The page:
My Experience of Tŷ Newydd by Gareth Culshaw

Published Thu 10 Aug 2017 - By Gareth Culshaw
Image © Emyr Young
The year of 2014 was a period where my writing stopped. When I say stopped I mean it hit the buffers and there were no tracks left to ride along. I saw the light fading before me and wondered if I would ever get to the next station of being a poet.

The idea of a writing course had started to grow in my thoughts. I had never been on one, or had known someone who had. I did an in internet search and came across many places. The one that caught my attention was closest to home and in my own homeland of Wales.

The courses for the year were already under way and I made a promise to myself that I would apply for 2015. One December night that is exactly what I did. It became one of those things in life that you forget about, you put it somewhere in your mind and carry on.

Then the news one February morning. I was accepted for the April Poetry Masterclass. My heart stopped. My mouth unzipped and out popped a smile. I was delighted. Then the nervous part hit me. I had and still do suffer with anxiety. It is mental illness, an illness that can prohibit your own world without you knowing. The idea of going somewhere new brought it back.

Meeting new people and sharing a room was not something I had thought about. The writing part had clouded everything. I had never met writers before or even read my work. Workshops and critiques of my words was again new. I was to spend the next two months building up a stew of fear.

There was a bridge I had to cross. Sharing a room with some stranger was not something I could do. Even though they would be like minded and understanding it hung too heavily on my senses. When I asked the admin girl if I could have a single room there were no problems and the obstacle was dealt with very quickly. I was over one hedge.

When I came to the house of Tŷ Newydd it woke up my eyes. I was taken back by the beauty and homeliness of the place. Straight away I was starting to soothe myself. The garden was well kept, with seating areas for all. And a feeling of togetherness and space that is important if you suffer with a mental illness.

My first evening was very much in fight or flight mode. I felt out of my depth, my heart raced, my palms sweated. I was nervous, full of random thoughts, and couldn’t wait to get home. I even planned to go Tuesday morning.

By the time I had been through two lessons, my poetry had already been unwrapped. I had always felt like I was in a lighthouse without a light. The ideas and discussion from the group gave me light. The tutors were well mannered, thoughtful, encouraging, inspiring, and best of all human.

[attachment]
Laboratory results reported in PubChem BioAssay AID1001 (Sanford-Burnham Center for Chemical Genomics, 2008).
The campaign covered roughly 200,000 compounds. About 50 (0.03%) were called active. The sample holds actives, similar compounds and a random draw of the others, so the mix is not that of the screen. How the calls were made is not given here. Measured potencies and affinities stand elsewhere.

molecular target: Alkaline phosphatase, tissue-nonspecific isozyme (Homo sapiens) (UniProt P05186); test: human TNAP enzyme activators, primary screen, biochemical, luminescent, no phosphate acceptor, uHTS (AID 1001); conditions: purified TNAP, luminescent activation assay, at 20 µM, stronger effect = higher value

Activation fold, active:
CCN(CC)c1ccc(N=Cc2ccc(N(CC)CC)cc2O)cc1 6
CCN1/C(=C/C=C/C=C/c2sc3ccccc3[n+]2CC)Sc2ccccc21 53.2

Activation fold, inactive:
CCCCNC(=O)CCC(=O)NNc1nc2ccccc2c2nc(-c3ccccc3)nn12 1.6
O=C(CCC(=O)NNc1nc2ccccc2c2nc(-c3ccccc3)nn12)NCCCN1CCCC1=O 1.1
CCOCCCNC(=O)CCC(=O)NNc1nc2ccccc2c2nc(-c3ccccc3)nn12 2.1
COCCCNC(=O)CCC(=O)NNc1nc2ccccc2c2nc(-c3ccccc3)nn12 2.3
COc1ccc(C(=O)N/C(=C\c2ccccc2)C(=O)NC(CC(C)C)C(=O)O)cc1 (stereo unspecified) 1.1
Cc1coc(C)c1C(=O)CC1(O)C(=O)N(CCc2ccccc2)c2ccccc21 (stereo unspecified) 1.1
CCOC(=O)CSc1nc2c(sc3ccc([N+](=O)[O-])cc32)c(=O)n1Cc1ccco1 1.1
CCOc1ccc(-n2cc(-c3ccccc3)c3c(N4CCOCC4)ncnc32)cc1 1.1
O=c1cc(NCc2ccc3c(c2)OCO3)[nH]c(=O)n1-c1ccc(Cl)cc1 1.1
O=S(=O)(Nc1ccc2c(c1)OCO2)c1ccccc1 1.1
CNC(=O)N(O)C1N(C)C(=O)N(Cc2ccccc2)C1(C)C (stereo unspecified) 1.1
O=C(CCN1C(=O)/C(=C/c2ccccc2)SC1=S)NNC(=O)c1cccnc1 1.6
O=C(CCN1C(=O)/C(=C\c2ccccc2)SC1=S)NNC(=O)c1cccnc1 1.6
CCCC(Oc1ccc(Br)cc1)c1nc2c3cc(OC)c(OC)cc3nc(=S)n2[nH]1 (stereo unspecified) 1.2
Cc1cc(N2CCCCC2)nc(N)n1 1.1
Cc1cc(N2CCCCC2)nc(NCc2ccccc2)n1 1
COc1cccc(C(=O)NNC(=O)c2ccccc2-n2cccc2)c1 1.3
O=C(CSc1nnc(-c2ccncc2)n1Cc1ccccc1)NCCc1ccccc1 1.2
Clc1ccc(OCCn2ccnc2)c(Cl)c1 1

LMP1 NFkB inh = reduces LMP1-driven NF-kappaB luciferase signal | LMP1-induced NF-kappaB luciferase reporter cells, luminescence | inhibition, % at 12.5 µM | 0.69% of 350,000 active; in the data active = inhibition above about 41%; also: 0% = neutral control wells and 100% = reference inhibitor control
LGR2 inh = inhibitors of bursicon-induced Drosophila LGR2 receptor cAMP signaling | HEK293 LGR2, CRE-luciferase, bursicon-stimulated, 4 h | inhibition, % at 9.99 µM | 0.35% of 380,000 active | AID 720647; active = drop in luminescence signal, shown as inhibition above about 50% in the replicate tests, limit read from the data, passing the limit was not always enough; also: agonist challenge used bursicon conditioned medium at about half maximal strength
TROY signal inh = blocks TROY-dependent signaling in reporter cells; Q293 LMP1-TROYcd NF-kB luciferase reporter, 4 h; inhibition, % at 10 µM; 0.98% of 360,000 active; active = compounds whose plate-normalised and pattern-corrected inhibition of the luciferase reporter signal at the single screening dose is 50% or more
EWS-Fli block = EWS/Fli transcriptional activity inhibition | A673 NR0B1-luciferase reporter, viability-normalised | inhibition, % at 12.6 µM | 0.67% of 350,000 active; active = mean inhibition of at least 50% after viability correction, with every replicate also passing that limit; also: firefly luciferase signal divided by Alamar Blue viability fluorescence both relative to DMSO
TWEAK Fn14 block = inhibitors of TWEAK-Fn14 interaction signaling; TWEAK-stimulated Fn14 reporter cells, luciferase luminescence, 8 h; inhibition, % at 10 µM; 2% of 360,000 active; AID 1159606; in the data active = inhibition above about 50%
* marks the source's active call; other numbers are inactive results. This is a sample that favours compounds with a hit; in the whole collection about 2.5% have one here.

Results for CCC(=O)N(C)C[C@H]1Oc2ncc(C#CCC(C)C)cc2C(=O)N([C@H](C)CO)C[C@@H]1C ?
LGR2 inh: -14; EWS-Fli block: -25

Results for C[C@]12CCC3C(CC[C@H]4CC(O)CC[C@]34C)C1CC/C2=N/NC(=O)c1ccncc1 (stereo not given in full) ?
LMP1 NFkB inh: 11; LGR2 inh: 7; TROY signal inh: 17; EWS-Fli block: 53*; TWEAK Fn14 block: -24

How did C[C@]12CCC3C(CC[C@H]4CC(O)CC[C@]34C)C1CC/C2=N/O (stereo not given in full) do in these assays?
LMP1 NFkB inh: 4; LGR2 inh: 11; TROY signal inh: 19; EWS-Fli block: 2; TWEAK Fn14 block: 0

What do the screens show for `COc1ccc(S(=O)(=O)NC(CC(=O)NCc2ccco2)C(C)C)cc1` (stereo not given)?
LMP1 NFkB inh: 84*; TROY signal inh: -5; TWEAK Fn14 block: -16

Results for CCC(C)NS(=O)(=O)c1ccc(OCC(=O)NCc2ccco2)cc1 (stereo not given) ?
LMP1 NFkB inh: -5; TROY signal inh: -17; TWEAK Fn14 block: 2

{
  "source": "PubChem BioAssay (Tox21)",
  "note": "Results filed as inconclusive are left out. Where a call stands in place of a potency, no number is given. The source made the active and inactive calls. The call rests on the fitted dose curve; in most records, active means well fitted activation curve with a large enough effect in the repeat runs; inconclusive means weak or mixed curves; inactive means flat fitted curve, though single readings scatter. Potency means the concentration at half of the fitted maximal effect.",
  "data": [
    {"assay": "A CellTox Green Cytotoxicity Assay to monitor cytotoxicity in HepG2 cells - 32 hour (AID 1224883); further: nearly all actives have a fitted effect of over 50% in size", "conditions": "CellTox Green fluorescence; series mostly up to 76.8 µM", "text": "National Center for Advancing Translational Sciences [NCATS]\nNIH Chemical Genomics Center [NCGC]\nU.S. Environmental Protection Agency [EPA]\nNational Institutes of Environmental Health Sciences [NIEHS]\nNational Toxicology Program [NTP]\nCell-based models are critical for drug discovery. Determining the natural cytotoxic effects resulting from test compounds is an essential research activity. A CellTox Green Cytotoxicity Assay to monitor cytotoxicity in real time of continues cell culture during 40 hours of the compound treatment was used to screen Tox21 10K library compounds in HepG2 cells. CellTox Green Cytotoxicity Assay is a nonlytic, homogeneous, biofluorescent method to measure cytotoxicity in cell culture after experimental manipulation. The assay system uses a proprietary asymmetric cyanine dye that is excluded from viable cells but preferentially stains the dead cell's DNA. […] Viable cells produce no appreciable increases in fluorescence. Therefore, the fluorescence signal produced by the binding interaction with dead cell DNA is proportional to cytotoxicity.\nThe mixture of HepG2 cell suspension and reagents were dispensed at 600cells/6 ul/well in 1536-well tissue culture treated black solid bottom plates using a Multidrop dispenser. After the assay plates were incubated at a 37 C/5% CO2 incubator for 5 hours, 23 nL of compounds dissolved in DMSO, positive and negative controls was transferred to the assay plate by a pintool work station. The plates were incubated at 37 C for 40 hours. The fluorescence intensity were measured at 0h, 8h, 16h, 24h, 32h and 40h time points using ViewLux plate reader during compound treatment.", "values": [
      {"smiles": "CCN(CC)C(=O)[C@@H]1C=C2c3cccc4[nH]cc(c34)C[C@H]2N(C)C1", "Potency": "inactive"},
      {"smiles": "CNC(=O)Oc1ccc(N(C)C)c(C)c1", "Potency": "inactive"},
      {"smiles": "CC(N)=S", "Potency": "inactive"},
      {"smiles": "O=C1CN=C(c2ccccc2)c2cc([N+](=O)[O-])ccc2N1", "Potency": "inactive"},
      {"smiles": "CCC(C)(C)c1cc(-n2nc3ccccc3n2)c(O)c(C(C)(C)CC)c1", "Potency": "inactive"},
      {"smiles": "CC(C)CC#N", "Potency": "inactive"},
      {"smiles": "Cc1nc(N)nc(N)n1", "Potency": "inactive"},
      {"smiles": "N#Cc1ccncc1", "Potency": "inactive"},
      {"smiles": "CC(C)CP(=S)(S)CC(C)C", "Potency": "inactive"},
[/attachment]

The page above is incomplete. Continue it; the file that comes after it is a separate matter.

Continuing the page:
I became aware of verbs and their power. The difficulty of adjectives and adverbs. I had whole stanza taken out of my work with delicacy and reasoning. Encouragement of my good points were expressed and I could finally start to see the hidden world behind the words.

When Wednesday dinner time came I sat at the table and a switch flicked. I didn’t want to go home. I had struggled for two whole days. Then something harvested in my heart. I walked around the house after dinner and went to the river then the sea. Tŷ Newydd had stapled herself onto my timeline. I knew she would stay here for the rest my life too.

Up until coming here in April 2015 I had been published in 5 places. I was frustrated, annoyed, lost and down. I loved poetry and wanted to make the most of it. By this date today (3/8/2017) I have been published in another 64 places and will have my first collection out in 2018 by futurecycle, USA.

I have been to Tŷ Newydd again and learnt an incredible amount. More peelings have been removed and I am starting to fruit as a poet. This could not have happened if I hadn’t have come here. The classes with Carol Ann Duffy, Gillian Clarke, Maura Dooley have inspired me to write. Their spirit, positivity, knowledge is worth the course fee alone. When you consider the quality of food, and the wonderful admin crew you start to think what a great place this really is.

But there is one thing that has happened to me since. One more life changing attachment that has come from this house. Friendship. The first time I came I had no poet friends in my life. After that first occasion I have kept in contact with five of the group. They are very close to my heart and are only a message away at any time for help.

The second time I came to Tŷ Newydd there were some people closer to where I lived. We now meet up every so many weeks. We take the car to Rhyl to visit Alice and talk poetry for hours. We have encouraged each other to join poetry groups in Shrewsbury, we have read at open mics and been published in the same places. We support each other. The friendship has blossomed to a point where I believe one day the four of us will have collections.

That would not have happened without listening to Carol Ann Duffy, Gillian Clarke, Maura Dooley. That would not have happened if the workshops weren’t enlightening, or the house fabricated with falseness. That would not have happened without the friendly atmosphere and superb location.

That would not have happened without Tŷ Newydd.

By Gareth Culshaw, August 2017

Tŷ Newydd Writing Centre is run by Literature Wales. The Centre was established in 1990, and thousands of aspiring and budding writers have since passed through our iconic teal front door.

We specialise in residential creative writing courses. Every week we welcome a new group of individuals from Wales, the rest of the UK and beyond to our home. They spend time together under the tutelage of professional writers, taking part in workshops and one-to-one tutorials, enjoying readings and basking in the inspirational setting of Tŷ Newydd.

To find out more about Tŷ Newydd, and to book a place on a course, visit: